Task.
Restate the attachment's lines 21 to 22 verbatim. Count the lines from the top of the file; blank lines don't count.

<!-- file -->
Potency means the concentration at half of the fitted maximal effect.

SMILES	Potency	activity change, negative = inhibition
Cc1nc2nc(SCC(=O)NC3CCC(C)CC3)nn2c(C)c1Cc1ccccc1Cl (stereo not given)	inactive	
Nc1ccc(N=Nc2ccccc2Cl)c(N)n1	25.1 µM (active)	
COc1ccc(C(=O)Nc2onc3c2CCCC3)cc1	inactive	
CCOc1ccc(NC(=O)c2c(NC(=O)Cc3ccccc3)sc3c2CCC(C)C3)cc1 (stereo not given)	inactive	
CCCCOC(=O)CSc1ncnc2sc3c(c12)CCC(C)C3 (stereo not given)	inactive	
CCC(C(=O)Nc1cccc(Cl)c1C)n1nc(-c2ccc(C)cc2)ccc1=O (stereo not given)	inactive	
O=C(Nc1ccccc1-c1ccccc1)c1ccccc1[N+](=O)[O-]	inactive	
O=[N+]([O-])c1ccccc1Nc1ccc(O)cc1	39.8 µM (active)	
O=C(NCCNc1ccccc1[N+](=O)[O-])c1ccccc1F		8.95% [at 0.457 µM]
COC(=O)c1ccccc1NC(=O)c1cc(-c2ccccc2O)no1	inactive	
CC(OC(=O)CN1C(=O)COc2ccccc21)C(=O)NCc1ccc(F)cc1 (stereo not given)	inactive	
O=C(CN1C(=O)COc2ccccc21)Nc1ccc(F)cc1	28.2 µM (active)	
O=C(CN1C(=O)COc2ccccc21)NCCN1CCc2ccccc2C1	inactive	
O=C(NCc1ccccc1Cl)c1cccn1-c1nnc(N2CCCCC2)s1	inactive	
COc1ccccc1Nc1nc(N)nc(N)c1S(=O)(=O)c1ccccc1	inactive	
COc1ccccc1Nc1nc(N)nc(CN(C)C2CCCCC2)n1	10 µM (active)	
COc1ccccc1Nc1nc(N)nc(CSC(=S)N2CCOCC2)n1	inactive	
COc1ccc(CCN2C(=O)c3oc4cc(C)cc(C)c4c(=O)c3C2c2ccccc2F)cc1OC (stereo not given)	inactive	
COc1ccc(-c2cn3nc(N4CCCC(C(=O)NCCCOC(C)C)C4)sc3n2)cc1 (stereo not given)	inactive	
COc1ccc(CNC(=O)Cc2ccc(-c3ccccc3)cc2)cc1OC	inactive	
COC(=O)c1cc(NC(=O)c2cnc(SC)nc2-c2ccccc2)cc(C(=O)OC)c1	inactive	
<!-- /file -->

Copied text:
COc1ccc(-c2cn3nc(N4CCCC(C(=O)NCCCOC(C)C)C4)sc3n2)cc1 (stereo not given)	inactive	
COc1ccc(CNC(=O)Cc2ccc(-c3ccccc3)cc2)cc1OC	inactive	